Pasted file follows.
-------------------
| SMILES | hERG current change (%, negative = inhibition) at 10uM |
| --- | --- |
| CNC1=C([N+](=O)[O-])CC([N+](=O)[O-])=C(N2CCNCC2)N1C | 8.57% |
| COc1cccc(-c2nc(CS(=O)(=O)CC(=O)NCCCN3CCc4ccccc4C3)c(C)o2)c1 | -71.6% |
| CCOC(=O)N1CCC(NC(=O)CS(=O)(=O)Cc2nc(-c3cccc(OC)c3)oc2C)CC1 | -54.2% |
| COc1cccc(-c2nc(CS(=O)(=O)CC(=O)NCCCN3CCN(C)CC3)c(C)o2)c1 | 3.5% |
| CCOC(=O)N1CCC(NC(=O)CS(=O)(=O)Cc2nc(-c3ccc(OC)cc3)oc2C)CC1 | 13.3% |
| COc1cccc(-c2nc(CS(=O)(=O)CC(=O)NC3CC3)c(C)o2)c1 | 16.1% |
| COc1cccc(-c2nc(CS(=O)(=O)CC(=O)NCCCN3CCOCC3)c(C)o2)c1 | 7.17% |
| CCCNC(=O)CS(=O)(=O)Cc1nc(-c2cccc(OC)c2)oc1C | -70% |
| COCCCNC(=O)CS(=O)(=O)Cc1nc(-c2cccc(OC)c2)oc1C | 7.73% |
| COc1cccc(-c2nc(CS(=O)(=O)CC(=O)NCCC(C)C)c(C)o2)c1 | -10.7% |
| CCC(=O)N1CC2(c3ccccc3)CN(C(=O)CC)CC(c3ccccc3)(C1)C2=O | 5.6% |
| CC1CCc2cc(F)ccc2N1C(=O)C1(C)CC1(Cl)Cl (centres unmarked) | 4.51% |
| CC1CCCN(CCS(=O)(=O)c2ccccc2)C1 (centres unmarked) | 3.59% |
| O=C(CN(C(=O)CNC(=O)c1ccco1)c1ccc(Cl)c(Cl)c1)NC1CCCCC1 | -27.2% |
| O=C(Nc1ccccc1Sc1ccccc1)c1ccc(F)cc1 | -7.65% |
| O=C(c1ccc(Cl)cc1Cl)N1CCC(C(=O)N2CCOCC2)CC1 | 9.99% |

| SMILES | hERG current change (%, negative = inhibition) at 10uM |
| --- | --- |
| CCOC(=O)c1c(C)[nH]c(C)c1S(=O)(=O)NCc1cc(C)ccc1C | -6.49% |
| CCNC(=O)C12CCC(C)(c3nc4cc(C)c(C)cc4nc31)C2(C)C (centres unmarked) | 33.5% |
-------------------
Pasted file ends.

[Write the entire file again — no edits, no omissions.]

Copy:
| SMILES | hERG current change (%, negative = inhibition) at 10uM |
| --- | --- |
| CNC1=C([N+](=O)[O-])CC([N+](=O)[O-])=C(N2CCNCC2)N1C | 8.57% |
| COc1cccc(-c2nc(CS(=O)(=O)CC(=O)NCCCN3CCc4ccccc4C3)c(C)o2)c1 | -71.6% |
| CCOC(=O)N1CCC(NC(=O)CS(=O)(=O)Cc2nc(-c3cccc(OC)c3)oc2C)CC1 | -54.2% |
| COc1cccc(-c2nc(CS(=O)(=O)CC(=O)NCCCN3CCN(C)CC3)c(C)o2)c1 | 3.5% |
| CCOC(=O)N1CCC(NC(=O)CS(=O)(=O)Cc2nc(-c3ccc(OC)cc3)oc2C)CC1 | 13.3% |
| COc1cccc(-c2nc(CS(=O)(=O)CC(=O)NC3CC3)c(C)o2)c1 | 16.1% |
| COc1cccc(-c2nc(CS(=O)(=O)CC(=O)NCCCN3CCOCC3)c(C)o2)c1 | 7.17% |
| CCCNC(=O)CS(=O)(=O)Cc1nc(-c2cccc(OC)c2)oc1C | -70% |
| COCCCNC(=O)CS(=O)(=O)Cc1nc(-c2cccc(OC)c2)oc1C | 7.73% |
| COc1cccc(-c2nc(CS(=O)(=O)CC(=O)NCCC(C)C)c(C)o2)c1 | -10.7% |
| CCC(=O)N1CC2(c3ccccc3)CN(C(=O)CC)CC(c3ccccc3)(C1)C2=O | 5.6% |
| CC1CCc2cc(F)ccc2N1C(=O)C1(C)CC1(Cl)Cl (centres unmarked) | 4.51% |
| CC1CCCN(CCS(=O)(=O)c2ccccc2)C1 (centres unmarked) | 3.59% |
| O=C(CN(C(=O)CNC(=O)c1ccco1)c1ccc(Cl)c(Cl)c1)NC1CCCCC1 | -27.2% |
| O=C(Nc1ccccc1Sc1ccccc1)c1ccc(F)cc1 | -7.65% |
| O=C(c1ccc(Cl)cc1Cl)N1CCC(C(=O)N2CCOCC2)CC1 | 9.99% |

| SMILES | hERG current change (%, negative = inhibition) at 10uM |
| --- | --- |
| CCOC(=O)c1c(C)[nH]c(C)c1S(=O)(=O)NCc1cc(C)ccc1C | -6.49% |
| CCNC(=O)C12CCC(C)(c3nc4cc(C)c(C)cc4nc31)C2(C)C (centres unmarked) | 33.5% |